Pretty in Pink is a 1986 John Hughes classic teen-angst high school drama starring ‘The Brat Pack.’ Molly Ringwald plays Andie, a girl from the wrong side of the tracks, literally. She lives by the railroad station with her emotionally unavailable, unemployed father.

Andie is the typical over-acheiver. She has her own unique style, via her lack of funds and her imagination. She also has multiple guys chasing her tail. Duckie, played by Jon Crye, is her best friend, one of the poor kids and hopelessly in love with her. Blane is the rich kid that Andie has a crush on and who reciprocates the feeling. Steff, played by James Spader, is the other rich kid that has a curiosity in Andie.

Heightened hormones and unfortunate circumstances weave this story of love, money, and youth. From the high school parties, first dates/first heartbreaks, and falling in love, this film tells a story that has some real depth.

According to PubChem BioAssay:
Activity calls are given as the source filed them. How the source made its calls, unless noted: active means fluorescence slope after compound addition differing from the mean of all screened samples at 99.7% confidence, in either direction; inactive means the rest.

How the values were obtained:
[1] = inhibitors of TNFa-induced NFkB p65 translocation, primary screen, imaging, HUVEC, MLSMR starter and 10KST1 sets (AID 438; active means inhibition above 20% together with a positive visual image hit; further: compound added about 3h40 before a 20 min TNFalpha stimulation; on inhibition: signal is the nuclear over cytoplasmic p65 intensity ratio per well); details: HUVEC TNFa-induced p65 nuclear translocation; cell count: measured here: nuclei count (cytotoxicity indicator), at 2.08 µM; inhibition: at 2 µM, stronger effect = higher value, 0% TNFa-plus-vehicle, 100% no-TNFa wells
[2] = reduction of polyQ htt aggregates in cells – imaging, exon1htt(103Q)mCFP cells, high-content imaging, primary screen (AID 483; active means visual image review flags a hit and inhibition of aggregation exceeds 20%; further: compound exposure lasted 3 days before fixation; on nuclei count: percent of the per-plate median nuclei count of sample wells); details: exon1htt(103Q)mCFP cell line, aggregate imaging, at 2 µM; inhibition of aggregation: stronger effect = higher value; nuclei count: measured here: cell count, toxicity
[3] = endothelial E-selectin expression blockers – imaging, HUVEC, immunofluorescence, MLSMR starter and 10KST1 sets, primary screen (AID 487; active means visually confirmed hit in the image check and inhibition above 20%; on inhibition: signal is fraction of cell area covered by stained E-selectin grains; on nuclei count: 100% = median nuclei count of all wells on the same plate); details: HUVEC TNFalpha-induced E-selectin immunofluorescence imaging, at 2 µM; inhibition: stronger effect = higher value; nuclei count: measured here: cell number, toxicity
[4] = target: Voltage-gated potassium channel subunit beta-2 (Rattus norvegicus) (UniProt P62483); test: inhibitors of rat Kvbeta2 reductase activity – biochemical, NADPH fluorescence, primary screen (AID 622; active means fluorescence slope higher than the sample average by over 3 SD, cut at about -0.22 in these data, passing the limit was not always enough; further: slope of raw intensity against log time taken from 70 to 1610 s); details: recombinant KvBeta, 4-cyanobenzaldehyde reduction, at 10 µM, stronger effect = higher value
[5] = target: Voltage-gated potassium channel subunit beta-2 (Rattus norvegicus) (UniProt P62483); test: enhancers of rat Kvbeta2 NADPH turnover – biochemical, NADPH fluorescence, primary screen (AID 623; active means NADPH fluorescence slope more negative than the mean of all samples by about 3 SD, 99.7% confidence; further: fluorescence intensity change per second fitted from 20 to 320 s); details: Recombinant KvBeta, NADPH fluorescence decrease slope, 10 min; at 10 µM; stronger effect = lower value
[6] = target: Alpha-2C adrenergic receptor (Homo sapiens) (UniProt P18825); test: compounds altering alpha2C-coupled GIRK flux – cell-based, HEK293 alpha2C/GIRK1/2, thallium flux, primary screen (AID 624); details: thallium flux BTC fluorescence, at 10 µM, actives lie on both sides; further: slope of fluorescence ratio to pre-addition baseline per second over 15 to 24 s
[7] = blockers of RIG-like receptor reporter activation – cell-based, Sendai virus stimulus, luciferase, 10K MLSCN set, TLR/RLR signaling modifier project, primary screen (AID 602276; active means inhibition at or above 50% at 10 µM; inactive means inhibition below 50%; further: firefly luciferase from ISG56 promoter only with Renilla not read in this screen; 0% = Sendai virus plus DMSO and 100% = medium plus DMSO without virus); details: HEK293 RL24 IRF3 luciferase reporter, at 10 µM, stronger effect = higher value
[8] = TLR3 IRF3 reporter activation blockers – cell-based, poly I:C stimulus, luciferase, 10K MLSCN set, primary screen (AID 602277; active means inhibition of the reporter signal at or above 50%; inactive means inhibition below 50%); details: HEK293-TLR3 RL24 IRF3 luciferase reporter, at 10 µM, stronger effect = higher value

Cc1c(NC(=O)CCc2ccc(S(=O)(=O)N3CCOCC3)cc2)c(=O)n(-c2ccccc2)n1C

The dialogue isn’t amazing. The music isn’t amazing. The wardrobes are oddly enticing, especially Andie’s prom dress. The reason Pretty in Pink is amazing is because of the story.


More than once, this movie has caused me deep emotional turmoil.

The prom sequence is reason this film stands out in my mind. Andie makes a really rad dress out of two other dresses and Duckie saves the day and takes her to the dance because Blane stands her up after being embarrassed of her because she is poor.
Blane is at the prom when she arrives and he gives her a long speech apologizing, then leaves. Duckie, being the friend he is, tells her to go after him. They have a nice moment, in the rain of course, and it’s official — Andie chooses Blane, the rich guy, over true-blue Duckie. Thus, the reasoning for my anxiety.